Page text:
Mojmir II of Moravia
Mojmir II as oldest son of Svatopluk I on a picture together with his two brothers
|Duke of Moravia|
|House||House of Mojmír|
Mojmir II (Latin: Moymirus, Czech and Slovak: Mojmír II., born after 871, died after 901) was a member of the House of Mojmir and since 894 the last known ruler of Great Moravia. He probably died in the beginning of the 10th century in a battle against the Magyars.
Mojmir succeeded his father Svatopluk I as the king of Great Moravia in 894. At the same time, the Principality of Nitra was given as an appanage to his brother Svatopluk II. But Svatopluk II, supported by Arnulf of Carinthia, king of East Francia, rebelled against Mojmir II in 895 and again in 897, when he concluded an agreement of cooperation with Arnulf. As a result, Mojmir II attacked his brother, but was defeated by East Frankish troops sent to support Svatopluk II's rebellion.
Weakened by internal conflict, Great Moravia lost its peripheral territories: It ceded the Balaton Principality to the Eastern Franks in 894, after Magyar tribes had looted this region. Bohemia, seceding from Great Moravia in the following year, became Arnulf’s vassal. Lusatia also left the Great Moravian empire in 897 and became Arnulf's vassal. Another danger emerged, when Magyars crossed the Carpathians to definitely stay in the Carpathian Basin (895/896). In 896, they settled or were settled in the Great Moravian scarcely populated territory around the upper/middle Tisza River and in 900/901, after several looting raids in Europe, they moved to Transdanubia.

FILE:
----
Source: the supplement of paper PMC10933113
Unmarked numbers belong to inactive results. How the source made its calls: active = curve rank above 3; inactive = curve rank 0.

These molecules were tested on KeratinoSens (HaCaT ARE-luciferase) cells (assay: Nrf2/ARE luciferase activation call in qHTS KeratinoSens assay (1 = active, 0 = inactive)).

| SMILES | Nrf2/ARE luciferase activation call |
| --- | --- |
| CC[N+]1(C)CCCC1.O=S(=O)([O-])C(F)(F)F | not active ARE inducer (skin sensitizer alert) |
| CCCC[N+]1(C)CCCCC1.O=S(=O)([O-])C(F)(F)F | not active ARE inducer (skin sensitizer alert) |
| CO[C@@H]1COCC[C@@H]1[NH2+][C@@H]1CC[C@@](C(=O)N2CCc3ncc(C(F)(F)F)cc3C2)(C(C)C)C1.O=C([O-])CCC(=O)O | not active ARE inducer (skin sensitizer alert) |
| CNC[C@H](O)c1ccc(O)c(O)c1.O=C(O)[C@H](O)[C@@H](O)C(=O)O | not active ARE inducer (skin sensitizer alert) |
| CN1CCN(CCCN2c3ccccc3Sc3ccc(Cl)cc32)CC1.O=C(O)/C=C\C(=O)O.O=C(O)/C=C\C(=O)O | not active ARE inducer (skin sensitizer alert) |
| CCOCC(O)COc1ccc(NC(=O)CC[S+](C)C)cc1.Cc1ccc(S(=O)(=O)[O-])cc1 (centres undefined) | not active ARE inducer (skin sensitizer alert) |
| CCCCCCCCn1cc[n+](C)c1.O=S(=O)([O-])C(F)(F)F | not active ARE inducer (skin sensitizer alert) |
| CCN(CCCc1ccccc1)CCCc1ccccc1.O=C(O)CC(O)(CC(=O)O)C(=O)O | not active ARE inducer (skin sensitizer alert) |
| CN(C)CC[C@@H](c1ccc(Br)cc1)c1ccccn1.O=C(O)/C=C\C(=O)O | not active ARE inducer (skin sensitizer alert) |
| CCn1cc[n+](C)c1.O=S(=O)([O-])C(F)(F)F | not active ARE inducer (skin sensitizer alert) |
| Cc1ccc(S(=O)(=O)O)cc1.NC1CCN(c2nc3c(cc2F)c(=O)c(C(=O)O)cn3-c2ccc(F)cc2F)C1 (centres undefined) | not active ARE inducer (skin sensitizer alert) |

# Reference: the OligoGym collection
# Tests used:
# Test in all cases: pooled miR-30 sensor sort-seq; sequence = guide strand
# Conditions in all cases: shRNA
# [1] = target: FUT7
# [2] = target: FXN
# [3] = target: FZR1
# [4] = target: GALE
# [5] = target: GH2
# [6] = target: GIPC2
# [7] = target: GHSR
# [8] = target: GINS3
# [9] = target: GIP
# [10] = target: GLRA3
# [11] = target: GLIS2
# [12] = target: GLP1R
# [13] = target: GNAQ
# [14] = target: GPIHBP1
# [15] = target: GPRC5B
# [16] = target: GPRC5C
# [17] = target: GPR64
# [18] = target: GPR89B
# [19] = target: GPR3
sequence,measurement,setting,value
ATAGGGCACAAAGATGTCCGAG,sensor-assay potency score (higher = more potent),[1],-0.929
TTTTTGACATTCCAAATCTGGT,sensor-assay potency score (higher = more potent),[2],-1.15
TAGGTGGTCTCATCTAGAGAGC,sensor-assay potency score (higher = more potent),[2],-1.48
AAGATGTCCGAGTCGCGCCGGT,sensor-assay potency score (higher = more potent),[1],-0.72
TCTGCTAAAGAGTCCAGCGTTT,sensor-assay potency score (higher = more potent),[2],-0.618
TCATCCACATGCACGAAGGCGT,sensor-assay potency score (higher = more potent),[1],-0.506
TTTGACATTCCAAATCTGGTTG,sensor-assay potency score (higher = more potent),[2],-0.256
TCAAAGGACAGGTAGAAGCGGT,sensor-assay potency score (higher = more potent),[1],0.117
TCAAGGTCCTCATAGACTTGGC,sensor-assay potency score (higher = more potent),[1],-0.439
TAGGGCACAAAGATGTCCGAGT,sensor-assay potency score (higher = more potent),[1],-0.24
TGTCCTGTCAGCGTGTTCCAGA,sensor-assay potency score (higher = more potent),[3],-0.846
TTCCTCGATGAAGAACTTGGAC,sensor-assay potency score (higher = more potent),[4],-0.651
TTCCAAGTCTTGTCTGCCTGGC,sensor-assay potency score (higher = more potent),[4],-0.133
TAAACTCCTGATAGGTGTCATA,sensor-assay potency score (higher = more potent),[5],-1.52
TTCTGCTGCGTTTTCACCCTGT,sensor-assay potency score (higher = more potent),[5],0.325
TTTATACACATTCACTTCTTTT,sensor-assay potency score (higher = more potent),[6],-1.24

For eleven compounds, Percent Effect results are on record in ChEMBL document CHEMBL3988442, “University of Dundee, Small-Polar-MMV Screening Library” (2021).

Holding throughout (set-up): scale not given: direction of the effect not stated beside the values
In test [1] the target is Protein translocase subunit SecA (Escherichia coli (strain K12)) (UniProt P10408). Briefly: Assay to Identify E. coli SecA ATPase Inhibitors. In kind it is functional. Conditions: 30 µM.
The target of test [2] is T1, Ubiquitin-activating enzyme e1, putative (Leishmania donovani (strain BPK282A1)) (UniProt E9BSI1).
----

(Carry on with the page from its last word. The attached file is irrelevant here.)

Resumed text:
Despite these disasters, Mojmir managed to consolidate his power. In 898 he asked the Pope to consecrate new Great Moravian clerics in order to decrease the influence of Bavarian clerics in his country. The Bavarians (i.e. Eastern Franks), upset by the 898 demand, sent troops to Great Moravia, which were defeated by Mojmir II. Moreover, Mojmir captured the still rebellious Svatopluk II. But Svatopluk II was eventually rescued by the Bavarian troops, with whom he fled to Germany.
After the death of king Arnulf, the Pope finally sent his legates to consecrate a Great Moravian archbishop and three bishops in 899, thus decreasing the influence of the Bavarian clergy. The only thing we know about them is that the archbishop allowed liturgies to be conducted in Old Church Slavonic again (i.e. as opposed to Latin liturgies) and one of them had his seat in Nitra.
As mentioned above, in 900 the Magyars invaded Transdanubia (a former Great Moravian territory occupied by Franks) and raided Bavaria together with Mojmir’s troops. Eastern Francia was compelled to conclude a peace treaty with Great Moravia in 901 and Mojmir was reconciled with his brother, who is assumed to have returned to Great Moravia about this time. The peace treaty with the Eastern Franks also put an end to wars between Great Moravia and the Frankish vassal Bohemia lasting since 895. When and whether the territory that is now southern Poland seceded from Great Moravia is unknown.
Nevertheless, the Magyars become dangerous for both Eastern Francia and Great Moravia. Mojmir stopped their attacks in 902 and 906. In 904, he was even assisted by a Bavarian contingent. Mojmir II and Svatopluk II probably died in 906, a year of intense warfare with the Magyars.
In 907, the Magyars routed the Bavarian army at the three battles of Bratislava. Mojmir or any name of a successor is not mentioned in connection with this important battle(s).
After 907 the Great Moravian Empire began to disintegrate. The remnants of the core territory of Great Moravia were divided between the newly established states of Bohemia and the Kingdom of Hungary, and small local ruler(s) continued to rule for some decades in the mountains of what is now Slovakia.
|Duke of Great Moravia